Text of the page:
48542

Age Hasn't Stopped This Latter-day Saint Couple from Doing All They Can for Hurricane Survivors

Seventy-six-year-old cancer survivor Shepard Adams and his wife, Gracelyn, age 69, were the first to raise their hands to volunteer when the Amite Louisiana Branch of The Church of Jesus Christ of Latter-day Saints was called upon to serve in Hurricane Michael cleanup efforts in Florida. When she didn’t see hands immediately go up amongst the gathering of some of the older couples, Gracelyn said to herself, “Could we do it next year? Well, better do it while we are able and can.”  The Amite couple was not alone as they joined over 2,700 Church volunteers from five different states traveling to Florida weekly since the storm hit. Volunteers are hauling debris, chopping up large trees, and tarping damaged roofs.

“Everybody’s some kinda old,” Gracelyn rationalized. “My husband thinks he’s getting old, but I heard about another volunteer having his 81st birthday, so we’re lads and lasses compared to that!” remarked Gracelyn.  Although the Adams didn’t get on rooftops or chainsaw, they picked up branches and hauled wheelbarrows full of debris. Along with some of the 100 volunteers from the Slidell Louisiana Stake, the Adams couple was able to assist survivors including Maureen Sexton, an elderly widow from England, who had eleven trees down on her property. Sexton’s son was exhausted from trying to do all the work himself and when those workers in the yellow Helping Hands shirts showed up, she declared, “It was a blessing! I’m 85 years old and I am still here for a reason!”

An abandoned Panama City airfield was the site of hundreds of tents filled with over 1,000 volunteers who all brought their own water, food, chainsaws, tools, gloves, and even heavy machinery to get the job done. Gracelyn humorously related how on the first night she got lost in the dark on the way back to her tent from the portable toilets. “I had to sit down on a slab and stay put and wait for someone I recognized to come by and find me,” she said.  Someone did find her and guided her back through the sea of canvas to her own humble tent.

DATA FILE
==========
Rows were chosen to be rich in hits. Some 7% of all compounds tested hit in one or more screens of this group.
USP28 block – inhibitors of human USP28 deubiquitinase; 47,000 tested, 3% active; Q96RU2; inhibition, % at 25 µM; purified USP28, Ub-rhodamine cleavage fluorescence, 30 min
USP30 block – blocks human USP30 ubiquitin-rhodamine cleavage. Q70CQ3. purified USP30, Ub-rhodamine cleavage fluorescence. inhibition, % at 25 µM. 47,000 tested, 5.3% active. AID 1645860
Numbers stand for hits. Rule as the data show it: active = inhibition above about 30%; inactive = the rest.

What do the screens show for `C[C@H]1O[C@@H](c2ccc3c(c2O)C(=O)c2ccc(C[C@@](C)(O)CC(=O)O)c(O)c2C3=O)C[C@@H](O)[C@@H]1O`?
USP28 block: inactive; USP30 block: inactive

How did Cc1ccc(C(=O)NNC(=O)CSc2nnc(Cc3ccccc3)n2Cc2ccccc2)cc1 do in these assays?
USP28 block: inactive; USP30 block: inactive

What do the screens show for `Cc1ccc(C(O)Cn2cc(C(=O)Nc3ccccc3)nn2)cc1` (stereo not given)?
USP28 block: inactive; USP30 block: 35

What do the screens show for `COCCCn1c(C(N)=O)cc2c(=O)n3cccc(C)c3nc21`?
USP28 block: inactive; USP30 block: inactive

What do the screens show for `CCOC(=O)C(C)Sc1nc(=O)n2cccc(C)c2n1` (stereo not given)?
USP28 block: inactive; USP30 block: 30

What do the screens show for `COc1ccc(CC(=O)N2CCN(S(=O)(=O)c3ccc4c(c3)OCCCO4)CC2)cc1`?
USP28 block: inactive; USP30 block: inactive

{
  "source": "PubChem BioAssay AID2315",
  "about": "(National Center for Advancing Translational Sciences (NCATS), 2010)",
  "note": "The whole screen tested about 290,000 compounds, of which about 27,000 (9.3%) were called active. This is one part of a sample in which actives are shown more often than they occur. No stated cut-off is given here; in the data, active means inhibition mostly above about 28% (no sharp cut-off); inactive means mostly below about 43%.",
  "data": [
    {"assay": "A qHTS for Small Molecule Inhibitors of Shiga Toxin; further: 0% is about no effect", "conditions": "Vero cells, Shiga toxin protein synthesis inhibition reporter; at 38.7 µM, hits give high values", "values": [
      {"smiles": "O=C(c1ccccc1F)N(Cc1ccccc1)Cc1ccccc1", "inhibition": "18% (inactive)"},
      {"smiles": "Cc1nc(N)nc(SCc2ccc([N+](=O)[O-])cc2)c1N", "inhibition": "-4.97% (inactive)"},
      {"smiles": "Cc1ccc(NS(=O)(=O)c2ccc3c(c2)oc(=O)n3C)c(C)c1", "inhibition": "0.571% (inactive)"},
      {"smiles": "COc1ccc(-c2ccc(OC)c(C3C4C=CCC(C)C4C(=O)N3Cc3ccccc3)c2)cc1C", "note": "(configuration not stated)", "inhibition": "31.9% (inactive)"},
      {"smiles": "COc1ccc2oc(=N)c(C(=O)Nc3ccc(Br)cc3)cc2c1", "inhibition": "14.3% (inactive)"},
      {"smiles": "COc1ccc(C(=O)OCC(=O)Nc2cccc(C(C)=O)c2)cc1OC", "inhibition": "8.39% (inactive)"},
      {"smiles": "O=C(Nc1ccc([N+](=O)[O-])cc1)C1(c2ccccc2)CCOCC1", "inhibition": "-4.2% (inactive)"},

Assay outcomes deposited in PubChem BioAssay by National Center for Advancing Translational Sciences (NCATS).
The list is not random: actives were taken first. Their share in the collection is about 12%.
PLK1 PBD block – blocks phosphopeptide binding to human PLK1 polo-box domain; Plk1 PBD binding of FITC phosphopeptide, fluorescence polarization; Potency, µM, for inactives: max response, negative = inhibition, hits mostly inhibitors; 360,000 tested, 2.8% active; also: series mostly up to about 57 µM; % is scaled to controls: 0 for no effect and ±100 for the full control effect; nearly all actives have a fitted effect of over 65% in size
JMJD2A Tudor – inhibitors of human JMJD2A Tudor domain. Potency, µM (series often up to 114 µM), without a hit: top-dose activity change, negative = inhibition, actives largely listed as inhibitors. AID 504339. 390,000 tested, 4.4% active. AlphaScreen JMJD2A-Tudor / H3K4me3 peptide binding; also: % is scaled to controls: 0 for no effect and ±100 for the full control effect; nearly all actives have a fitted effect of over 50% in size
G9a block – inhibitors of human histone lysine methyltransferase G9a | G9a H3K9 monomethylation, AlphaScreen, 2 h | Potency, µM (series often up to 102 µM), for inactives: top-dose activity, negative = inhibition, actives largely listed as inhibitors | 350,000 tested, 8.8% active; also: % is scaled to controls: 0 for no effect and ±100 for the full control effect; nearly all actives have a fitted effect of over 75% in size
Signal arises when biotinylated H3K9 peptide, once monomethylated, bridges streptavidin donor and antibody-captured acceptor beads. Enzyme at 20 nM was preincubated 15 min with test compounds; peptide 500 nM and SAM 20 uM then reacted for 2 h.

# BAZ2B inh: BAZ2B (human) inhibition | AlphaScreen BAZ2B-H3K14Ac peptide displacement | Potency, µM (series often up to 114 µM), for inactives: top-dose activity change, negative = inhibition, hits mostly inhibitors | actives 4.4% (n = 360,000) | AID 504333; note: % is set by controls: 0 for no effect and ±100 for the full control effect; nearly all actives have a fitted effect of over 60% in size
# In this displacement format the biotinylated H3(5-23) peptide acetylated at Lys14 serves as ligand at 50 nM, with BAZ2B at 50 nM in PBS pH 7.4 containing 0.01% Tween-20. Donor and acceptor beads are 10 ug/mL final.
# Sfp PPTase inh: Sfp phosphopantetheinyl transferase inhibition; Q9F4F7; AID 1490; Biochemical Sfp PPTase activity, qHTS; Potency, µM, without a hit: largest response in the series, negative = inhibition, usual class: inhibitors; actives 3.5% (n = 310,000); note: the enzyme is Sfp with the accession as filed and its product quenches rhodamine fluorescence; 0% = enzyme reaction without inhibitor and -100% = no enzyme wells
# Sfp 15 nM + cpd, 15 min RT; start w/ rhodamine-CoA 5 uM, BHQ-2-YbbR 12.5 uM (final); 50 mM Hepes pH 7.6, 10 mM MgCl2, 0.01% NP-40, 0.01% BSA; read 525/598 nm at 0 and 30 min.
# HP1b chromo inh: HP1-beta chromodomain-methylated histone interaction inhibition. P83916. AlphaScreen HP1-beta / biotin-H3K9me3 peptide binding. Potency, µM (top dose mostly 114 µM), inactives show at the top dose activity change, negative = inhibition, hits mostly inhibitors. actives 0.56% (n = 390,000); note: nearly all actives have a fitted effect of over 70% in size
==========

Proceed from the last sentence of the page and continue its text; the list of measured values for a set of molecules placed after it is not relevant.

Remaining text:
Shephard and Gracelyn Adams, from Loranger, Louisiana, are part of the group of volunteers from the Slidell Louisiana Stake of The Church of Jesus Christ of Latter-day Saints helping remove many fallen trees from 85-year-old widow Maureen Sexton’s property on Oct. 27th in Panama City, Florida.  

“We’ve been through hurricanes before. It devastates people.  People almost become helpless.  They have their employment and other things so much to worry about,” explained Shephard who had lost his right eye to cancer and had witnessed many devastating storms in Louisiana.  “We want to help them pick up where they left off and move on,” he said with determination.  After a grueling weekend October 20-21, working under the Florida sun, the Adams returned for their second weekend to keep on doing everything they could to help out. Shepard related, “Last week, we came, and my wife said we had to go back, so here we are! “

The Adams also served a 72-year old widow named Diane Shipes, who had just had knee replacement surgery before the storm him. Her daughter, Sarah, said her mother returned from the rehab center that was without power and water to a home that was unrecognizable. “This looks like a different world that it used to. Trees fell on their rental property which will have to be demolished. One car was totaled by a flying trampoline hitting the windshield. Trees fell on sheds housing all their photo equipment from their photography business, but thankfully her home was spared. ”

As the Adams joined volunteers young and old from the Slidell Louisiana Stake to chop and move fallen trees, Shipes said, “I don’t even think it’s hit me yet that this is all real, but seeing all these people here today helping has been like, it’s a dream come true. Being a part of The Church of Jesus Christ has always been a blessing, and then seeing all these members come together—not only helping me, but helping all my friends in this community makes me cry. It’s a lot.”

As much as it means to Sarah Shipes and Maureen Sexton, there is still so much more to be done. The Hurricane Relief Hotline has had over 12,000 calls for help waiting to be fulfilled. More volunteers from The Church of Jesus Christ of Latter Day Saints will be making the trek back to Florida for several weekends to continue the work.

“I keep saying, ‘Our efforts feel like not a drop in the bucket, but a drop in the ocean!’” exclaimed Gracelyn Adams. “But by small things, big things are accomplished. Every little bit counts. Jesus could lay his hand on this and all would be in place, but it’s for us to do what we can!”

Images courtesy of Martha McKay
Comments and feedback can be sent to feedback@ldsliving.com